The element gallium (Ga) has the second-largest liquid range of any element, melting at 29.78 °C and boiling at 2204 °C at atmospheric pressure. (b) Assume that you construct a thermometer using gallium as the fluid instead of mercury and that you define the melting point of gallium as 0 °G and the boiling point of gallium as 1000 °G. What is the melting point of sodium chloride (801 °C) on the gallium scale?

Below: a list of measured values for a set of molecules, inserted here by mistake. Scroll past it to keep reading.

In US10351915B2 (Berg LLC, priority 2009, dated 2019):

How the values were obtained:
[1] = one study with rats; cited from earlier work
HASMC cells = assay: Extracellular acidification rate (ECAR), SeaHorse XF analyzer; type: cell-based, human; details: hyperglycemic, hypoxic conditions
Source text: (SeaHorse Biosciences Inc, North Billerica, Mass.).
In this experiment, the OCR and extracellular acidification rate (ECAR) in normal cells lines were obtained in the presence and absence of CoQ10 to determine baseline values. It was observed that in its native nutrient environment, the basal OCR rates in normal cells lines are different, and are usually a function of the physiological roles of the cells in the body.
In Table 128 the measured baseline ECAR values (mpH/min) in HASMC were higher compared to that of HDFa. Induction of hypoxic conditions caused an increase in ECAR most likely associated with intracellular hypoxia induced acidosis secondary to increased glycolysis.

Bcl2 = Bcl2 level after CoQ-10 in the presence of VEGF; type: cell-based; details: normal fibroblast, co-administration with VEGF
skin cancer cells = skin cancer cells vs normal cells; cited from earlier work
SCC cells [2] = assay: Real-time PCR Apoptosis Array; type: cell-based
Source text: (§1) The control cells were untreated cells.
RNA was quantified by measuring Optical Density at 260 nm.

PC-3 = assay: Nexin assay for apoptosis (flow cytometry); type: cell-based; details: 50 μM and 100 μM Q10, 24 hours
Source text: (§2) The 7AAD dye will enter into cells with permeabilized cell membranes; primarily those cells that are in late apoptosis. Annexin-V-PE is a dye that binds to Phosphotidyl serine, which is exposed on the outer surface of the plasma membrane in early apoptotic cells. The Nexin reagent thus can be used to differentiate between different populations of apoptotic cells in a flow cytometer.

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Hello everyone today. We are being given the following problem, rubidium Is one of the elements that exists as liquid just above room temperature. Its melting point is 39.31°C and it's boiling point is 688°C, assuming that a thermometer was constructed using rubidium instead of mercury. The melting point of rubidium is designated as zero degrees rubidium, while the boiling point of rubidium is designated as 1000 rubidium Determining melting point of potassium fluoride, 858°C on the rubidium scale. So our first step here is to write out everything that we have. So we know that we have rubidium. I believe it is our B and we have our melting point and we have our bowling point. So our original melting point is 39 degrees 39.1 degrees Celsius. While original boiling point is 688 degrees Celsius. However, when we switch over to the new scale, we have zero degrees rubidium as well as 1000 degrees rubidium. And so we're ultimately trying to find the melting point of potassium fluoride. And to do that, we have to do the following equation. So we have to take our rubidium scale boiling point and we have to subtract it by the original by the melting point rubidium and then we have to divide that by our boiling point for rubidium and Celsius subtracted by you guessed it. The melting point of rubidium On the C scale. And so when we do that, we get 1.54 2° rubidium over°C. But this is not our final answer. Next We have to find degrees rubidium and we can do that by using 1.542 or what we just sold for times our degrees associates minus Our 31.31 or our original melting point in C. And so our last step ultimately find the melting point of potassium fluoride is using that formula that we just constructed here are degrees rubidium 1.542 times that degrees C subtracted by the original melting point. We're going to substitute that C for 858°C as given in the question stem. And when we solve this, we get 1,262 Degrees rubidium as our final answer that we have solved the problem overall, I hope this helped. And until next time.